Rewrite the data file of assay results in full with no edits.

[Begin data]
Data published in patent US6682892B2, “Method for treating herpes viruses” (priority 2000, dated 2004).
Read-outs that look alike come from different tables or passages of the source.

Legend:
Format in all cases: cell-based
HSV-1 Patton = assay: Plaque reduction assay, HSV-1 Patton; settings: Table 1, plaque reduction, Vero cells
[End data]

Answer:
Data published in patent US6682892B2, “Method for treating herpes viruses” (priority 2000, dated 2004).
Read-outs that look alike come from different tables or passages of the source.

Legend:
Format in all cases: cell-based
HSV-1 Patton = assay: Plaque reduction assay, HSV-1 Patton; settings: Table 1, plaque reduction, Vero cells